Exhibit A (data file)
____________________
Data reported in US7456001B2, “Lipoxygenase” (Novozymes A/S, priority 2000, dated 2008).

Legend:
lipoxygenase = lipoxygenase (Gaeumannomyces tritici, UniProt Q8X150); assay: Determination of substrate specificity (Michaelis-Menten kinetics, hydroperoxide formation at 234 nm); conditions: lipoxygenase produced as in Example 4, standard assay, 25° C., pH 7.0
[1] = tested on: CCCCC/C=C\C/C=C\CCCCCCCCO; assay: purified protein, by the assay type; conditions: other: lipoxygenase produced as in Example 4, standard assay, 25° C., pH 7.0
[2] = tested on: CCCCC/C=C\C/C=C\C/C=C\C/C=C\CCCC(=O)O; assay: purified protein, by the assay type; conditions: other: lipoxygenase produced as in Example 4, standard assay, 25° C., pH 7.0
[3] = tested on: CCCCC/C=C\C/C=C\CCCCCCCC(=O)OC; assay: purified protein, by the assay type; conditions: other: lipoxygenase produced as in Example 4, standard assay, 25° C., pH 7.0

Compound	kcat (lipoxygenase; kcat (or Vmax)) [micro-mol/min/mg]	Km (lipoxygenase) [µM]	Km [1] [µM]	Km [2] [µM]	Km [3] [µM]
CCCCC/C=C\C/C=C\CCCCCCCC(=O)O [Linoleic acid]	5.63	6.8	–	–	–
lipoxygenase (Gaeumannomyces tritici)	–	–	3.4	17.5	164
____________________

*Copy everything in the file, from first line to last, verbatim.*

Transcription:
Data reported in US7456001B2, “Lipoxygenase” (Novozymes A/S, priority 2000, dated 2008).

Legend:
lipoxygenase = lipoxygenase (Gaeumannomyces tritici, UniProt Q8X150); assay: Determination of substrate specificity (Michaelis-Menten kinetics, hydroperoxide formation at 234 nm); conditions: lipoxygenase produced as in Example 4, standard assay, 25° C., pH 7.0
[1] = tested on: CCCCC/C=C\C/C=C\CCCCCCCCO; assay: purified protein, by the assay type; conditions: other: lipoxygenase produced as in Example 4, standard assay, 25° C., pH 7.0
[2] = tested on: CCCCC/C=C\C/C=C\C/C=C\C/C=C\CCCC(=O)O; assay: purified protein, by the assay type; conditions: other: lipoxygenase produced as in Example 4, standard assay, 25° C., pH 7.0
[3] = tested on: CCCCC/C=C\C/C=C\CCCCCCCC(=O)OC; assay: purified protein, by the assay type; conditions: other: lipoxygenase produced as in Example 4, standard assay, 25° C., pH 7.0

Compound	kcat (lipoxygenase; kcat (or Vmax)) [micro-mol/min/mg]	Km (lipoxygenase) [µM]	Km [1] [µM]	Km [2] [µM]	Km [3] [µM]
CCCCC/C=C\C/C=C\CCCCCCCC(=O)O [Linoleic acid]	5.63	6.8	–	–	–
lipoxygenase (Gaeumannomyces tritici)	–	–	3.4	17.5	164